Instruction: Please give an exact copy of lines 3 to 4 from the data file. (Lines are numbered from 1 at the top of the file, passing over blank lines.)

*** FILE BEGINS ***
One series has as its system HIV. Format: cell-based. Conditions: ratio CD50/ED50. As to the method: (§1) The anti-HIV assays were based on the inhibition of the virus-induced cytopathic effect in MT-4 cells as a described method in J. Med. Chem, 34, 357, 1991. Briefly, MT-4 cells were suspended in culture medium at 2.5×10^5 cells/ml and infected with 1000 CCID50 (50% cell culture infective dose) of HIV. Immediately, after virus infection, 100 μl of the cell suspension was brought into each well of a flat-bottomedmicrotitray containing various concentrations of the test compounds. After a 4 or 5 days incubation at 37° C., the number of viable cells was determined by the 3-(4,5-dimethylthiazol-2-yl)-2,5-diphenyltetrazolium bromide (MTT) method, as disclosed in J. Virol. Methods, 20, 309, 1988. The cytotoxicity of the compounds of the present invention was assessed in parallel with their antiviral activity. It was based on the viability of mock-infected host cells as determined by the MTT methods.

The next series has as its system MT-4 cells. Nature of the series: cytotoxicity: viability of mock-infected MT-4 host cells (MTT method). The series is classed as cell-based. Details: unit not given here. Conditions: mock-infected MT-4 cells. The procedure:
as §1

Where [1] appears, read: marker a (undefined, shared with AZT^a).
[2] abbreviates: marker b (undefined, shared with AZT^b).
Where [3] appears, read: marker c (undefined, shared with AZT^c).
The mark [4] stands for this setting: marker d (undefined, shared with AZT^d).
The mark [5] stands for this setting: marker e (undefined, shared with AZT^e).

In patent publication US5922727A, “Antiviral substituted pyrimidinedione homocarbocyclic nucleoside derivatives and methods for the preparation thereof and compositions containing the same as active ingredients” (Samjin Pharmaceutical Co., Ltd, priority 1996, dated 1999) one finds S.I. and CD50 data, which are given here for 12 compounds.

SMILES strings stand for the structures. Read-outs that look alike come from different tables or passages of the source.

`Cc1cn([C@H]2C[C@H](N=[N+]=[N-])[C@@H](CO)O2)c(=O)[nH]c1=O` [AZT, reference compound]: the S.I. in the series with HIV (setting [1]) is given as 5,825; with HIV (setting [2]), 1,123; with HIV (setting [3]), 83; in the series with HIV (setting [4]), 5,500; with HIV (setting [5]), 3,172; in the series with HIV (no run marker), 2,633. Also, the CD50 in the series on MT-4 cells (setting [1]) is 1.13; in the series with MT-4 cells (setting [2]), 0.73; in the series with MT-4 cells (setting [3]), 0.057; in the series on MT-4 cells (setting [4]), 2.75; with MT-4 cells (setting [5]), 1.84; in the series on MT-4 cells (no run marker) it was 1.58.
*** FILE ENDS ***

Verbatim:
as §1

Where [1] appears, read: marker a (undefined, shared with AZT^a).